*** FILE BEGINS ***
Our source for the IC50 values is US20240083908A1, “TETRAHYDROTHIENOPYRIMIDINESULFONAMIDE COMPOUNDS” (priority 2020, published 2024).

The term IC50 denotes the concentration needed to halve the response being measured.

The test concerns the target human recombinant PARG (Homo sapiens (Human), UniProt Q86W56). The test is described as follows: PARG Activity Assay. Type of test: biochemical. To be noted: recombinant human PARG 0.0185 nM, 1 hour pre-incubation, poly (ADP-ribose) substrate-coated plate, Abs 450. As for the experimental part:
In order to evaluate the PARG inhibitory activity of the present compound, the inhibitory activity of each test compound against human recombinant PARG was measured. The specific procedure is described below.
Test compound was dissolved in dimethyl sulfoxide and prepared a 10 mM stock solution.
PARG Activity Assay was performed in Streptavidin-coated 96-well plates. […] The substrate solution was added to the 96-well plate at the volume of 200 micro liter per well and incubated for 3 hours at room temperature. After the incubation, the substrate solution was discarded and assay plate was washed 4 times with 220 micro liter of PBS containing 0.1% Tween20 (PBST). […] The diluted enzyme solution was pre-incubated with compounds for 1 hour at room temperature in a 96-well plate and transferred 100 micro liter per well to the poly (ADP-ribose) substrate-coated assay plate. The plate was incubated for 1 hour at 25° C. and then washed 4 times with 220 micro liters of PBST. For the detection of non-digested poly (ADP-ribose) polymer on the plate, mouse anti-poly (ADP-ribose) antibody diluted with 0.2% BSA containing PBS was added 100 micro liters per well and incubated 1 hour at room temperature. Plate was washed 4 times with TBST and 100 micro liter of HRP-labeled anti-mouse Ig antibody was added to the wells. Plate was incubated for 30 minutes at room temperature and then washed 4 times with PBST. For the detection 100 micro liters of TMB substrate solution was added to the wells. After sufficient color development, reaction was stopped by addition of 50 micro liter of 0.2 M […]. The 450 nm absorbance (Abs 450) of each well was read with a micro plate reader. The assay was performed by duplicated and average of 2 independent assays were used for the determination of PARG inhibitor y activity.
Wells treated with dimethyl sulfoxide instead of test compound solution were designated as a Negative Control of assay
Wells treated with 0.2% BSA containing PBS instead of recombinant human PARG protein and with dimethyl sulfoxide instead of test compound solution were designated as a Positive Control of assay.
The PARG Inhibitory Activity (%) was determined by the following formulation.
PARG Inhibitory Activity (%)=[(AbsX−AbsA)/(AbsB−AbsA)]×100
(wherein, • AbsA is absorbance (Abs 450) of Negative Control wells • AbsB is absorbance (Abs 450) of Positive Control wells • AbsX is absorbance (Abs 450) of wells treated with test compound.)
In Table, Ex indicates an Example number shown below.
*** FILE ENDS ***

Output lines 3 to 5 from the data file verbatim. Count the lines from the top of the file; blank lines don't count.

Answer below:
The test concerns the target human recombinant PARG (Homo sapiens (Human), UniProt Q86W56). The test is described as follows: PARG Activity Assay. Type of test: biochemical. To be noted: recombinant human PARG 0.0185 nM, 1 hour pre-incubation, poly (ADP-ribose) substrate-coated plate, Abs 450. As for the experimental part:
In order to evaluate the PARG inhibitory activity of the present compound, the inhibitory activity of each test compound against human recombinant PARG was measured. The specific procedure is described below.
Test compound was dissolved in dimethyl sulfoxide and prepared a 10 mM stock solution.